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Theorem: Given a polynomial P(x), (x - a) divides P (is a factor of P) iff P(a) = 0.

Proof: The factor theorem follows from a more general statement: the remainder when dividing a polynomial P(x) with (x - a) is P(a). To see why this is so, assume that the quotient is Q(x) and the remainder R, that is:

P(x) = (x - a)Q(x) + R
Note that every polynomial can be written on this form. But now P(a) = (a - a)Q(x) + R = 0*Q(x) + R = R, as required. The remainder will be zero, and (x - a) a factor, iff a is a zero of P. ∎

The factor theorem is useful when solving polynomial equations, because once you have found a solution x0, you can use long division (or if you are lazy, a computer program...) to divide the polynomial with (x - x0) to give a polynomial of one smaller degree, where the other solutions will be easier to find.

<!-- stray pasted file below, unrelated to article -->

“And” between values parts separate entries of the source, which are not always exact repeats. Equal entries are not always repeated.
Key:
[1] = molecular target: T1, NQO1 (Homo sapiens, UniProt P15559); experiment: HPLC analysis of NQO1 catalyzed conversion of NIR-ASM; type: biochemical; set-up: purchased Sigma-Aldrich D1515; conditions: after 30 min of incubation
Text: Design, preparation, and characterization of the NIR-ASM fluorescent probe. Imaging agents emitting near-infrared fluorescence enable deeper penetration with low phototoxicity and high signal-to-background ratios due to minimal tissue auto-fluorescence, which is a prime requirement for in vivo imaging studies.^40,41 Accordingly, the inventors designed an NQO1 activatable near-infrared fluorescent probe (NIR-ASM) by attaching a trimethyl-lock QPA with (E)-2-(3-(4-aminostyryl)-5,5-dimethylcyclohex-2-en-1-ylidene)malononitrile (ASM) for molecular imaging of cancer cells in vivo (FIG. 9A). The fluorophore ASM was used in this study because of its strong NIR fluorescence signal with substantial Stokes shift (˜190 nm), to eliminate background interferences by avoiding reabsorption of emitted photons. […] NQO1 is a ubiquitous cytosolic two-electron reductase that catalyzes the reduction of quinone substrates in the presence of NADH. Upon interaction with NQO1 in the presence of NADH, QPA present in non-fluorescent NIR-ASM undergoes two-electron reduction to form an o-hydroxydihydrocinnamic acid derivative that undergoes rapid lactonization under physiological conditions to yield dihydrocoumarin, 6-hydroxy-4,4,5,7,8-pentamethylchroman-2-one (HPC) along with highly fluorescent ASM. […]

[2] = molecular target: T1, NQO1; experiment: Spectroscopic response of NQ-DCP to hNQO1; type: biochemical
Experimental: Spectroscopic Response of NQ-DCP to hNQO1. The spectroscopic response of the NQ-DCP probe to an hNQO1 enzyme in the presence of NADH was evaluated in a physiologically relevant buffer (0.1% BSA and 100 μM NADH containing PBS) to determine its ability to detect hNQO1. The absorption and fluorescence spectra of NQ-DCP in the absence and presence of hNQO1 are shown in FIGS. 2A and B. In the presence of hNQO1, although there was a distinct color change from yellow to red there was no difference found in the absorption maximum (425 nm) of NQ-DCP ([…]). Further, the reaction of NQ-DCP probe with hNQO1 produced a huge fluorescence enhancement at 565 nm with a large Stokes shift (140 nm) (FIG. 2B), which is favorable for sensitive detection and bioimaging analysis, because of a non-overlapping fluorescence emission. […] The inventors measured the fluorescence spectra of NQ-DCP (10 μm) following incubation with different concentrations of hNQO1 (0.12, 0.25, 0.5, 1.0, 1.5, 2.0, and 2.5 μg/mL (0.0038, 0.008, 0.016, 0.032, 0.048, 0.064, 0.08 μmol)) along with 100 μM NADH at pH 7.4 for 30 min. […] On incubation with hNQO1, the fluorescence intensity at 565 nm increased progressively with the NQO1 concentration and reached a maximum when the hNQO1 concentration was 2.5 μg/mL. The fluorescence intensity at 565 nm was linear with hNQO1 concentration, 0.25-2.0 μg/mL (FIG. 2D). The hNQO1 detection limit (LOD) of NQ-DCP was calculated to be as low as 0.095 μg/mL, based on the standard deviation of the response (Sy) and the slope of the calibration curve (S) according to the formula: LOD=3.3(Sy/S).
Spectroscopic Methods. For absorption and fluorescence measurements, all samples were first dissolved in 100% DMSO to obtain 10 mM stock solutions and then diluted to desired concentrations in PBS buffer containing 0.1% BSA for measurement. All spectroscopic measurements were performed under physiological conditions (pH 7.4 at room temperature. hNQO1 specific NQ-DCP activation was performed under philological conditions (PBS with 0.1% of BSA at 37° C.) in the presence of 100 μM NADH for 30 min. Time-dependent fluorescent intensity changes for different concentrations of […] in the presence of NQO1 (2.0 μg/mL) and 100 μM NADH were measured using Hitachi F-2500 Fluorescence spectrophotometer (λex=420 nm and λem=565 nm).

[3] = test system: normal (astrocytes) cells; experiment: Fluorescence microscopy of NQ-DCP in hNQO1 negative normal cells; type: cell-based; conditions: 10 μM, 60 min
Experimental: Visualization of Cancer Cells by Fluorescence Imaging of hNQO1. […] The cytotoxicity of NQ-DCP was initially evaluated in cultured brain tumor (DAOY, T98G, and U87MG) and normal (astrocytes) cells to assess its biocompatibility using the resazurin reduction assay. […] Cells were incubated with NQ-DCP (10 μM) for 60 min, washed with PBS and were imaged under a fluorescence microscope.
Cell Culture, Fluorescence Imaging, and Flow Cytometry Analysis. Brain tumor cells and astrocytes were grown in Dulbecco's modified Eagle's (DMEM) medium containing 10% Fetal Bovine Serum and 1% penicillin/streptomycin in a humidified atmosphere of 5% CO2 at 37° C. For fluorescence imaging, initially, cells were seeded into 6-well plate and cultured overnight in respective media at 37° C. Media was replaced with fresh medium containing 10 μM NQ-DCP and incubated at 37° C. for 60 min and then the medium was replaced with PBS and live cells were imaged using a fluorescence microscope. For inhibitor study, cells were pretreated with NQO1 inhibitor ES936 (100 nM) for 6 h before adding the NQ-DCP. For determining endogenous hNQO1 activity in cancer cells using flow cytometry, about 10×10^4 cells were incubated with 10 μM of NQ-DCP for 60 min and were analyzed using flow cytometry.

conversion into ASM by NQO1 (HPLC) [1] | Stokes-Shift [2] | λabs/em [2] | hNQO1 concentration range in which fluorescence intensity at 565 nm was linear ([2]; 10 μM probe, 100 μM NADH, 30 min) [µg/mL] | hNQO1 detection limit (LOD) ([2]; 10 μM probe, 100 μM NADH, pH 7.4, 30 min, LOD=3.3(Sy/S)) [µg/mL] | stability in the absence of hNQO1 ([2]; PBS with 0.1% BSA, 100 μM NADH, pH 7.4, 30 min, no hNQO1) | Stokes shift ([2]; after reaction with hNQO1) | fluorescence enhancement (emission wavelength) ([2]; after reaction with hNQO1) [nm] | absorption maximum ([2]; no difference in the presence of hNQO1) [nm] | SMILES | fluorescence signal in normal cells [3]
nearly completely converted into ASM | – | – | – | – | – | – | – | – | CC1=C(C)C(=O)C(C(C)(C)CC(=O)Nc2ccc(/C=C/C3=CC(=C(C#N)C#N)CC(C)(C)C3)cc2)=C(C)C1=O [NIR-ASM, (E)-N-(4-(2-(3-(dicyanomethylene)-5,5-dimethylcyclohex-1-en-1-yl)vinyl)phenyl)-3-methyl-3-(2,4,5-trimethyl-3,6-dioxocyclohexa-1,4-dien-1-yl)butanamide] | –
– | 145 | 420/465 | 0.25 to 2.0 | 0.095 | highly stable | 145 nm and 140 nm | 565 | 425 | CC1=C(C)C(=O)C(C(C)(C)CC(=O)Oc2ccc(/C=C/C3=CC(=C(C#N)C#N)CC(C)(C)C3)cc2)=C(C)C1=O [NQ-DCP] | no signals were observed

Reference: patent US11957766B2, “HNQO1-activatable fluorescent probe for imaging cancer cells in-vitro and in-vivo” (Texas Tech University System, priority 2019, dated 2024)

For example, the solutions to the equation x3 - 2x2 - 2x + 4 = 0 are not immediatly obvious. Through a bit of trial and error, we find that x = 2 is a solution. We can then divide by (x - 2), to find that x3 - 2x2 - 2x + 4 = (x - 2)(x2 - 2), so that the additional solutions +/- sqrt(2) are apparent.

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